Stop Hamstring Strains/Quadriceps Strains Before They Stop You
As fitness enthusiasts can attest, injuries can be frustrating and painful. Learning to prevent and manage injuries is important for the serious, as well as the casual, athlete.
By employing injury prevention techniques outlined here you can reduce, but never totally eliminate, the risk. Thigh injuries, like hamstring sprains and quadriceps sprains, which are among the most common seen both in endurance and explosive sports, are more common as the age increases and do not spare athletes of either gender. Younger athletes are not immune.
Here are five ways to stop thigh injuries before they stop you:
Never Neglect Your Warm-Up
Of all the things you do as part of your lower body workout session, the warm-up may be the most important. It’s also what tends to get skipped over the most often.
A good warm-up enhances blood and oxygen flow to the muscle tissues in preparation for exercise. It also increases the warmth and the range of motion. When you exercise intensely with tight muscles, one wrong move and you could damage a muscle or tendon and upset your training program for weeks.
A good 5-10 minute warm-up should consist of light cardiovascular exercise and range of motion exercises. Note that this is not the time to be doing thorough stretches.
Focus On Building Strength With Compound Moves
Next, another important way to reduce injury risk includes working on compound movements. Compound movements are those that use more than one muscle group. The goal is to build strength throughout the glutes, hamstrings, and quads so that your muscles can easily handle repetitive and strenuous movements.
Attention to muscle strength of both the quads and hamstrings helps maintain the muscle balance important for normal joint function. Strive for a balanced workout regimen rather than overdevelopment of one muscle group.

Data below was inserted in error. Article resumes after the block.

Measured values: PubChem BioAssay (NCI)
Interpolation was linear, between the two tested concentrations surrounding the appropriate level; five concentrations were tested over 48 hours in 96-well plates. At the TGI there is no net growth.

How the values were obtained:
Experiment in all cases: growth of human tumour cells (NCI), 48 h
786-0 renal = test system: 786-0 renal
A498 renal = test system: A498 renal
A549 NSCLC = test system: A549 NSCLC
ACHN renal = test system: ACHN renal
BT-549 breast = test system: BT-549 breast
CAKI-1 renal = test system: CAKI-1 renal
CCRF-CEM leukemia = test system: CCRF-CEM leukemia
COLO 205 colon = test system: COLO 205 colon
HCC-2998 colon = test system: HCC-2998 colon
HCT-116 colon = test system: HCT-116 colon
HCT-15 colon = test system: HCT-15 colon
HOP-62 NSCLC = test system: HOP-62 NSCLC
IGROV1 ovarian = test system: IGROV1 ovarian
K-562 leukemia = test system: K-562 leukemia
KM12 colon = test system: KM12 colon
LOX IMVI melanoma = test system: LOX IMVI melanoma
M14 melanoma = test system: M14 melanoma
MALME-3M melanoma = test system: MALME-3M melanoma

Thigh compression sleeves or compression wraps are another fantastic way to prevent injury as well as treat any injuries that occur. These compression braces are meant to be worn tight over the thigh region and will not only help keep the muscles warmer, but also provide support and control muscle fatiguing oscillations.
When getting fit for thigh compression sleeves, such as hamstring sleeves, remember that you want the fit to be tight, but still comfortable.The Body Helix compression sleeve is built to allow unrestricted movement while still providing beneficial support and compression.
Stay Limber – Don’t Skip Those Stretches
Utilizing a thorough stretching program is key in preventing thigh injuries. After your workout session is completed, follow it up with some preventative stretches.
The muscles will be tight and tense from the training just completed so stretching can help to loosen up that tightness and reduce the chances that you experience delayed onset muscle soreness (DOMS).
Additionally, stretching while the muscles are warm is a great way to help increase your flexibility, which can help prevent injury down the road. The more limber you are during any exercise you perform, the lower your injury risk will be.
Stretching is something that you must work at nearly daily in order to sustain benefit and it’s frequently overlooked.
Monitor For Overtraining
The last step to help prevent thigh injuries before they start is to monitor for signs of overtraining. When on the verge of overtraining, muscles will be fatigued making it more likely that from is compromised. Incorrect form puts abnormal stresses on muscles and joints and the risk of injury skyrockets.
Some of the classic signs of overtraining include:
- Difficulty falling or staying asleep
- Unexplained changes to your appetite and/or bodyweight
- Fatigue that lasts for hours after a workout session
- Declining exercise performance
- Irritability and moodiness
- Feelings of depression
- Recurrent illness including the common cold and other viral infections
- Reduced energy and stamina
If you experience any of these symptoms, back off on your training and then re-assess your program. You may not be taking as much time off each week in order to fully recover and come back stronger than you were.
Overtraining can lead to muscle breakdown and weakness and increase the risk of injury.
Keep these five tips in mind as you train. Implementing these efforts may not prevent all thigh injuries but it will certainly reduce the likelihood.
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